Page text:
TWU: ‘Perfect Nightmare’ is the second single from your new LP, ‘No Gravity’ – which is your second album. How do you feel you’ve grown and evolved as an artist, compared to the first record?

Shontelle: I feel like it’s definitely been an evolution. There’s definitely been some growth. ‘No Gravity’ sounds quite different from ‘Shontelligence’, because ‘Shontelligence’ sounds exactly like what I was at that point – which is a girl who literally just came from Barbados. There was a lot of reggae and Island influence; it was also a lot softer and mellow. But ‘No Gravity’ has a lot more up-tempo and edgy music and that’s a choice I purposely made, because I didn’t really want people to think, ‘She’s from Barbados, this is cliché what we should expect from her.’ Especially as a songwriter and as a music lover, I just really wanted to experiment. So ‘No Gravity’, there’s a little rock in there. It’s a lot poppier, I think. There’s more dance influence. Even my next US single, ‘Say Hello To Goodbye’, that actually sounds like a pop/rock ballad. It more represents where I’m at now. I’m ready to just experiment and have a lot more fun and not take everything so seriously.

TWU: As an artist, do you feel there’s more pressure on the second album, as you feel you have to match – or overtake – the success of the first LP?

Shontelle: Oh yes, the pressure is really on. I’ve been so lucky, because having the first single from my second album just be so successful, I mean, ‘Impossible’ is my biggest single to date! It’s been quite unbelievable for me, because every artist’s worst nightmare is to be a one-hit wonder. You know, just never being able to write another album? So I feel really blessed and lucky, it’s great.

TWU: You and Rihanna grew up together back in Barbados and during your high school years, you were her drill sergeant, right?

Shontelle: Yep! We were both in the cadets together and it was really awesome. Everyone’s like, ‘Wow! You got to give Rihanna push-ups.’ But she wasn’t ‘Rihanna’ yet. Then, she was Robyn Fenty. But yeah, that’s how we first met, through the cadet’s programme.  There was a summer camp and she was the little cadet and I was the drill sergeant.

TWU: You’ve had success here in Europe and in The States, but do you feel that Rihanna has opened doors for other artists from the Caribbean to crossover to an international market?  

Shontelle: RiRi sure did open the door wide open. She didn’t just open it, she smashed it. I’m so happy she got that opportunity, because I think she made it easier for me to come after. Now, people are much more open to the idea of foreign artists being on the mainstream.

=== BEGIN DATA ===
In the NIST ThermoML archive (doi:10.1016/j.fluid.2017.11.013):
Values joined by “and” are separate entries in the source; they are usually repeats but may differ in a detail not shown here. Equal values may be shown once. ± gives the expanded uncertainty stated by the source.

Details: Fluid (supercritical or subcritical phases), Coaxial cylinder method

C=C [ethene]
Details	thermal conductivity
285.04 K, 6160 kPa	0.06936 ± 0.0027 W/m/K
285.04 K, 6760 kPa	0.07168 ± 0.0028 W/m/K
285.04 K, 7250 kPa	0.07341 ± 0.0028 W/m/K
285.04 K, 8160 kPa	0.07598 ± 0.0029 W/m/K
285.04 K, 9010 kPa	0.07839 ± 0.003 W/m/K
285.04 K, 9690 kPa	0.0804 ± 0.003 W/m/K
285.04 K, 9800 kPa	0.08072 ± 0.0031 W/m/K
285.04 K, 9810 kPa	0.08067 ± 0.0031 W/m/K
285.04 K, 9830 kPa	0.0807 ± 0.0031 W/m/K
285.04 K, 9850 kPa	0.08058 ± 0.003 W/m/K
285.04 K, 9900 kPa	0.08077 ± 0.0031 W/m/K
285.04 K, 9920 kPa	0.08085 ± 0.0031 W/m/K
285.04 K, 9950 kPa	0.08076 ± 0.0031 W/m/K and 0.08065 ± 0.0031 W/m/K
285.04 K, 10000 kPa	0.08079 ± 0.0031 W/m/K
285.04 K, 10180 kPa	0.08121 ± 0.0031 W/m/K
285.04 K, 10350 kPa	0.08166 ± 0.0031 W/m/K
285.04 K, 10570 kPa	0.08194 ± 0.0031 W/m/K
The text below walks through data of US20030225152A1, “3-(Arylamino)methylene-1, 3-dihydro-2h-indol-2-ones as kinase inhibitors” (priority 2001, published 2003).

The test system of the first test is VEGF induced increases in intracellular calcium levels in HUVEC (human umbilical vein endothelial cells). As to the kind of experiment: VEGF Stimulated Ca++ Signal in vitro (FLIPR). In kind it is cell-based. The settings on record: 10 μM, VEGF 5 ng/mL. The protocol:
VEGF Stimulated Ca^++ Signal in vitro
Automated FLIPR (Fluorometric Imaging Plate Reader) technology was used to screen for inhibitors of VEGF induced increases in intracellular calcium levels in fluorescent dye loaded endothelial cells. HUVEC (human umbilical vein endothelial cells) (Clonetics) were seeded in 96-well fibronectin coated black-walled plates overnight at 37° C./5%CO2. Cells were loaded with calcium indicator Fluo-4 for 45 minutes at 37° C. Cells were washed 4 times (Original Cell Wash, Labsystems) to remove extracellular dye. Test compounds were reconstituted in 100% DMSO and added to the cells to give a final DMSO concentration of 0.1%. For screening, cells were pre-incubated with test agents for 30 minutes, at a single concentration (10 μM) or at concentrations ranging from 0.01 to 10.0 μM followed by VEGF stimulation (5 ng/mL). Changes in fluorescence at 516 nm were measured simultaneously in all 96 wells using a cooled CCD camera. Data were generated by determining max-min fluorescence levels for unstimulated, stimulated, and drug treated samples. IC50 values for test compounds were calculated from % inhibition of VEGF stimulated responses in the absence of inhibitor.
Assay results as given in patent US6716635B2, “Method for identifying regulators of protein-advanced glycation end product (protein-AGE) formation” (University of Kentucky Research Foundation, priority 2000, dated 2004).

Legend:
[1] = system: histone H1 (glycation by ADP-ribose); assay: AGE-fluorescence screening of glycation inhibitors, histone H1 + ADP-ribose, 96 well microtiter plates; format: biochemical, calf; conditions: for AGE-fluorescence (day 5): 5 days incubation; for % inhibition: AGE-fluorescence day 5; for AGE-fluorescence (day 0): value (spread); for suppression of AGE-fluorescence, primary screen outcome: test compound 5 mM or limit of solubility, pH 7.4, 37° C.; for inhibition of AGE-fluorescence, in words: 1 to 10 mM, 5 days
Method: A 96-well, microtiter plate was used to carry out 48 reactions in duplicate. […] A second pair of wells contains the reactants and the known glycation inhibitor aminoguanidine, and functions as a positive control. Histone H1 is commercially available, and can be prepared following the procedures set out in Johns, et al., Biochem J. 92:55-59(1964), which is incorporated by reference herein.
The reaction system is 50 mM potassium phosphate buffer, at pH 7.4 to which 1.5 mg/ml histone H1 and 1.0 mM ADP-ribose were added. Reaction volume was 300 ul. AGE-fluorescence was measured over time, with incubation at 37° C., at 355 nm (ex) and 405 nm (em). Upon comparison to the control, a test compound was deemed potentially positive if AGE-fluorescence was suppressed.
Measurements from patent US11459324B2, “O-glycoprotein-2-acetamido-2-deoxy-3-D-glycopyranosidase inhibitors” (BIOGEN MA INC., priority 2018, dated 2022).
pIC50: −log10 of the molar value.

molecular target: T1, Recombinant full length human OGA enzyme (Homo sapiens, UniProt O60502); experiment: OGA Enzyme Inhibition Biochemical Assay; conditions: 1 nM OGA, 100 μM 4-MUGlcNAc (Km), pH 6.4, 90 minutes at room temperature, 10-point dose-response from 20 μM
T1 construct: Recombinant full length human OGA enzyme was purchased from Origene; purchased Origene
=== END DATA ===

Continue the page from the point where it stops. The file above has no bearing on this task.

TWU: President Obama used your song, ‘Battle Cry’, during his campaign trail. How did you feel when you heard that?

Shontelle: I couldn’t believe it, because that was during the time when I was still fresh. I’d just released ‘T-Shirt’, so I was pretty new. I just felt so honoured, I really wanted him to win so bad and just having him reach out and say, ‘I really love this ‘Battle Cry’ song, I think it really speaks to my campaign and I’d really like to use it’, I was so overwhelmed. I was like, ‘Why are you even asking? Just take it!’(Laughs) He was kind enough to send me a vinyl addition of the compilation with the song, and he signed it. That was a real blessing. I was like, ‘WOW! I’m not even American, but I get to be a part of one of the most historical events in American political history.’

TWU: What was it like touring with Beyonce?

Shontelle: Queen B! That was one of the most epic experiences of my little old career. I learned so much from her. I thought I knew how to perform until I saw her perform everyday. After being on tour with her, you have to step your game up. You literally feel like you’re at the bottom of the sewers or something when next to her. Every night she just blew me away. I’ve done a few tours, but Beyoncé’s tour was the only one that I’d stay and watch every single night. I’m a fan. During the tour, I got to speak with her in her dressing room and I was so nervous. They literally had to push me in. She’s like a living legend. She was just the sweetest, most accommodating, and most present artist to be around. And she gave me such great inspiring advice. She’s amazing.

TWU: And finally, what are your plans for the rest of 2011?

Shontelle: It’s gonna be a very busy year. Next from here, I’m going to Nigeria – which I’m really excited about, as it’s my first time going to Africa. After that, it’s Malaysia – there’s a whole lot of travelling ahead. But I get to go to Barbados in April to shoot an ad campaign, so that’s amazing, as I get to pop home for second. I’ll be focusing on the album, I’m gonna release a repackaged version of ‘No Gravity’, which will feature some new songs. I’ll also be promoting the singles around the world and performing lots. It’s a very busy, but fun year ahead. 

Shontelle: ‘Perfect Nightmare’ – is out now.

Stay up to date with Shontelle on Twitter – www.twitter.com/Shontelle_Layne

Words: Vanessa Laker (@VanessaLaker 

This interview was conducted on behalf of MTV UK.

Vanessa Laker Talks To KimberlyWyatt: The Interview